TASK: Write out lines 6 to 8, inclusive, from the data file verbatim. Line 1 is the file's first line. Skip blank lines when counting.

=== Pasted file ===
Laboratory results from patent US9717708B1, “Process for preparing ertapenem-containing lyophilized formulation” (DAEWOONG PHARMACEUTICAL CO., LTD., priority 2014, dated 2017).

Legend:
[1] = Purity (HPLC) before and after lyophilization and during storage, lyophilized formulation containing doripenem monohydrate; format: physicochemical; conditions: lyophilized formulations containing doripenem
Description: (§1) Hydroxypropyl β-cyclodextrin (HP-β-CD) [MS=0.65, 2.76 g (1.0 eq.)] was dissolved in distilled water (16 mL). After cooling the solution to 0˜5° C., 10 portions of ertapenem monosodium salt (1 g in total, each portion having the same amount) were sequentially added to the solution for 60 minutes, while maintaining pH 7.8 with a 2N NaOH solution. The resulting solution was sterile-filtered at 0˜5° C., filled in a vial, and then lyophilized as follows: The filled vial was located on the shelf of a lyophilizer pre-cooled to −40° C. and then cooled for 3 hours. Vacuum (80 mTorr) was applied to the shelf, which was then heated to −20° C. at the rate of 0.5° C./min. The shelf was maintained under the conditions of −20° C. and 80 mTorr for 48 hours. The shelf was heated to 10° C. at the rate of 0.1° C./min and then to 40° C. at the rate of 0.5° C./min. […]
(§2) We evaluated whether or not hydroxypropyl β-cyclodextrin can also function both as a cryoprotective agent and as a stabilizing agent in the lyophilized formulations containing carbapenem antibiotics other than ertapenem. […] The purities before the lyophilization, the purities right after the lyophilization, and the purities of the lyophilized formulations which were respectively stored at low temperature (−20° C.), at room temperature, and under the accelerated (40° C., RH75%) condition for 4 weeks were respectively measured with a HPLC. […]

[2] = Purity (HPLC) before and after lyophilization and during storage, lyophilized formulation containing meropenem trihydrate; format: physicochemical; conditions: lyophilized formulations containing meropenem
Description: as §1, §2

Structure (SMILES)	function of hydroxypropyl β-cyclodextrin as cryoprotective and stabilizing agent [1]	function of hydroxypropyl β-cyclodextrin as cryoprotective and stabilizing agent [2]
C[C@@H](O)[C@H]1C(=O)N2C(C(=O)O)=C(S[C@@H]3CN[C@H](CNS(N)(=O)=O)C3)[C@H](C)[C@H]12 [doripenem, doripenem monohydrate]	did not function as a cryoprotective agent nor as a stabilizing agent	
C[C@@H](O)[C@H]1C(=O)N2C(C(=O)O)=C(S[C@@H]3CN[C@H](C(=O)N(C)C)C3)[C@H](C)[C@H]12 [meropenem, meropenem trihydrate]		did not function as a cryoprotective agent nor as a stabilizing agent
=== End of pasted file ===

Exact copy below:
[2] = Purity (HPLC) before and after lyophilization and during storage, lyophilized formulation containing meropenem trihydrate; format: physicochemical; conditions: lyophilized formulations containing meropenem
Description: as §1, §2

Structure (SMILES)	function of hydroxypropyl β-cyclodextrin as cryoprotective and stabilizing agent [1]	function of hydroxypropyl β-cyclodextrin as cryoprotective and stabilizing agent [2]